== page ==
Reading: August 1 to 30th entries and Afterword, page 208 to 226
Henri died at peace with himself, his family, his own faith community
of L’Arche, his friends, his vocation as a priest, and the God whose
everlasting love had been Henri’s beacon for sixty-four years.
–Nathan Ball, p 226
We come to the end of another Henri Nouwen book discussion. And before we gather again in November for our Advent book discussion, we will have marked the 25th anniversary of Henri’s untimely death on September 21, 1996. Nathan Ball’s concluding words could be Henri’s epitaph for a vibrant life well lived. I’m confident that when Henri met his Lord, he was greeted with the words, “Welcome, my good and faithful servant.”
Many of you have observed and commented on the busy, almost frantic, pace of Henri’s life and his sabbatical year. Sandra went so far as to call it Henri’s not-Sabbatical Journey. There is a great deal of truth in that. I believe, with the benefit of hindsight, it was also a great gift to us all. As Sr. Sue notes in the Foreword,
“Henri meets, celebrates, consoles, counsels, and connects with over a thousand people, and in friendship he mentions six hundred of them by name.” (p. vii)
It is in describing these many encounters that Henri is able to share his life’s wisdom–and to do so in a way that is meaningful to believers and seekers, God’s people, everywhere. Lest we forget, it was also during this year that Henri wrote Bread for the Journey (daily meditations), Can You Drink the Cup (a powerful reflection on living a spiritual life), prepared the Inner Voice of Love (his private journal containing “spiritual imperatives”) for publication, completed a near-final draft of Adam – God’s Beloved, and wrote the reflections that became Sabbatical Journey. Each of these books was informed by Henri’s relationship with his many friends.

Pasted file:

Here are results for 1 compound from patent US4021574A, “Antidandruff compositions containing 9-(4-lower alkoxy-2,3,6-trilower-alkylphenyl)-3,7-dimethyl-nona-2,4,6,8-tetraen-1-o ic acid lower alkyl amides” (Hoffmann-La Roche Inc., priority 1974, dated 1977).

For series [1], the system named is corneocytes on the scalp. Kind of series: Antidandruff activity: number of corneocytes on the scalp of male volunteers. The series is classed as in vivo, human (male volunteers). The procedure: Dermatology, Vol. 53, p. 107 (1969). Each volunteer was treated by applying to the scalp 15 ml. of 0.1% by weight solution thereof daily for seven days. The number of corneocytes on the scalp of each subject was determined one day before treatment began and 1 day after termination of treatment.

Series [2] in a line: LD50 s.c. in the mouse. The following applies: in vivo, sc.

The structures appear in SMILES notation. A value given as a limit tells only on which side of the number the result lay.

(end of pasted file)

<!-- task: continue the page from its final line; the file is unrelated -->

Sr. Sue also points out that, unbeknownst to Henri, in his final year he was living out words he himself had written in his book Our Greatest Gift,
“I believe that this lonely task of befriending my death is not simply a task that serves me, but also a task that may serve others. I have lived my whole life with the desire to help others in their journey, but I have always realized that I had little to offer than my own, the journey I am making myself.” (p. xi)
Turning to our reading for this week, I will offer three items for your consideration. The first is the contrast between Henri’s reaction to the Olympic games (August 1st) and the emphasis our world places on competition and winning compared to Jesus saying “Those who lose their life for my sake will find it.” (August 9th). The second is Henri’s question to himself, “Is this my vocation (pastoral care and ministry) or is it better to stay home and write more? (August 26th). And, finally, Henri’s reflections on courage and its relationship to our heart–the center of our being (August 28th). I will also point out that Nathan’s Afterword contains the best description that I have read of Henri’s final days.
As many of you have been doing throughout Lent, please share whatever touched your heart in the readings or your reflections. Once again, I want to thank you for joining to share Henri’s Sabbatical Journey during our Lenten journey. It has been a privilege and a blessing to travel along with each of you–those posting comments and those walking with us silently. We are all on the road to God’s heavenly kingdom and it’s comforting to know we are not alone.
On behalf of the Henri Nouwen Society, may you and yours have a blessed Holy Week and a joyous Easter season.
Peace and all good,
P.S. Please join us on Wednesday, November 24th when we will begin our Advent book discussion with welcome and introductions. Our Advent book selection will be announced in early-fall.